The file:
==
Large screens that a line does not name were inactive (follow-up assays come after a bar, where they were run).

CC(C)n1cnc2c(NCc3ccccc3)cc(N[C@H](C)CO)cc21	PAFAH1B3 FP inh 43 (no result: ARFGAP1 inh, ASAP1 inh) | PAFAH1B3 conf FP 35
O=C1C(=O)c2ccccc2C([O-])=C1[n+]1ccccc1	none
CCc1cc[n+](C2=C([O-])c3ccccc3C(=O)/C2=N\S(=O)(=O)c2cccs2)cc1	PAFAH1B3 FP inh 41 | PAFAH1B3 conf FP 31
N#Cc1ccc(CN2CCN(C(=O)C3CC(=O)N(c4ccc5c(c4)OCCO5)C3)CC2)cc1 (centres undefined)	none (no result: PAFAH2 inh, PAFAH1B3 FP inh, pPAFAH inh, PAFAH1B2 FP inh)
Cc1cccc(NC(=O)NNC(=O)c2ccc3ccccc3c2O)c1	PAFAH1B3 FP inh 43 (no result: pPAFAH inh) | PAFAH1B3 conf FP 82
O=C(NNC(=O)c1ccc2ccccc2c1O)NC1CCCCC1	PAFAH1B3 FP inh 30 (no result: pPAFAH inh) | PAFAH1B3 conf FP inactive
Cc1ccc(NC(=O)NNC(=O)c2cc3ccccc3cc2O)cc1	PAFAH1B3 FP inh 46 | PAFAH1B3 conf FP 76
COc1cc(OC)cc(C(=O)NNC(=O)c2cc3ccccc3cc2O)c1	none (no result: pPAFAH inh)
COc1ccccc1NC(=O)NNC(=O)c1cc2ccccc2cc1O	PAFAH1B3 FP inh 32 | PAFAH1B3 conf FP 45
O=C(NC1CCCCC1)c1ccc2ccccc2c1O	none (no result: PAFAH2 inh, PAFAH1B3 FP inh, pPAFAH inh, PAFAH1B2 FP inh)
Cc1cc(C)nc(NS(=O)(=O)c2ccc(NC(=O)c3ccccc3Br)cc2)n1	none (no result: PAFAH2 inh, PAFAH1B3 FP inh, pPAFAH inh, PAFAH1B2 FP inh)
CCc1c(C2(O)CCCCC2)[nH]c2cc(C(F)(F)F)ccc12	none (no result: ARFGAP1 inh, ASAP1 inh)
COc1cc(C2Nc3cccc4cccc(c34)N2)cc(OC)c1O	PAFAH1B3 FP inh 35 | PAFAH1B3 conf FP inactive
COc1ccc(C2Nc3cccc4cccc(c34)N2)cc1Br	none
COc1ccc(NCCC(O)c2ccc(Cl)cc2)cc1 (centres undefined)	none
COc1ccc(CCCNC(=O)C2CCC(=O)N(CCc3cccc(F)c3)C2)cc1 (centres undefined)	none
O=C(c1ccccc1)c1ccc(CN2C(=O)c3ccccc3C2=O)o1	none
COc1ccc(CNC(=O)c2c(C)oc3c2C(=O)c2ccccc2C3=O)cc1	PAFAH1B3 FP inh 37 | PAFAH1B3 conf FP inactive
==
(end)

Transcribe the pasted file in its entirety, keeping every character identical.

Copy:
Large screens that a line does not name were inactive (follow-up assays come after a bar, where they were run).

CC(C)n1cnc2c(NCc3ccccc3)cc(N[C@H](C)CO)cc21	PAFAH1B3 FP inh 43 (no result: ARFGAP1 inh, ASAP1 inh) | PAFAH1B3 conf FP 35
O=C1C(=O)c2ccccc2C([O-])=C1[n+]1ccccc1	none
CCc1cc[n+](C2=C([O-])c3ccccc3C(=O)/C2=N\S(=O)(=O)c2cccs2)cc1	PAFAH1B3 FP inh 41 | PAFAH1B3 conf FP 31
N#Cc1ccc(CN2CCN(C(=O)C3CC(=O)N(c4ccc5c(c4)OCCO5)C3)CC2)cc1 (centres undefined)	none (no result: PAFAH2 inh, PAFAH1B3 FP inh, pPAFAH inh, PAFAH1B2 FP inh)
Cc1cccc(NC(=O)NNC(=O)c2ccc3ccccc3c2O)c1	PAFAH1B3 FP inh 43 (no result: pPAFAH inh) | PAFAH1B3 conf FP 82
O=C(NNC(=O)c1ccc2ccccc2c1O)NC1CCCCC1	PAFAH1B3 FP inh 30 (no result: pPAFAH inh) | PAFAH1B3 conf FP inactive
Cc1ccc(NC(=O)NNC(=O)c2cc3ccccc3cc2O)cc1	PAFAH1B3 FP inh 46 | PAFAH1B3 conf FP 76
COc1cc(OC)cc(C(=O)NNC(=O)c2cc3ccccc3cc2O)c1	none (no result: pPAFAH inh)
COc1ccccc1NC(=O)NNC(=O)c1cc2ccccc2cc1O	PAFAH1B3 FP inh 32 | PAFAH1B3 conf FP 45
O=C(NC1CCCCC1)c1ccc2ccccc2c1O	none (no result: PAFAH2 inh, PAFAH1B3 FP inh, pPAFAH inh, PAFAH1B2 FP inh)
Cc1cc(C)nc(NS(=O)(=O)c2ccc(NC(=O)c3ccccc3Br)cc2)n1	none (no result: PAFAH2 inh, PAFAH1B3 FP inh, pPAFAH inh, PAFAH1B2 FP inh)
CCc1c(C2(O)CCCCC2)[nH]c2cc(C(F)(F)F)ccc12	none (no result: ARFGAP1 inh, ASAP1 inh)
COc1cc(C2Nc3cccc4cccc(c34)N2)cc(OC)c1O	PAFAH1B3 FP inh 35 | PAFAH1B3 conf FP inactive
COc1ccc(C2Nc3cccc4cccc(c34)N2)cc1Br	none
COc1ccc(NCCC(O)c2ccc(Cl)cc2)cc1 (centres undefined)	none
COc1ccc(CCCNC(=O)C2CCC(=O)N(CCc3cccc(F)c3)C2)cc1 (centres undefined)	none
O=C(c1ccccc1)c1ccc(CN2C(=O)c3ccccc3C2=O)o1	none
COc1ccc(CNC(=O)c2c(C)oc3c2C(=O)c2ccccc2C3=O)cc1	PAFAH1B3 FP inh 37 | PAFAH1B3 conf FP inactive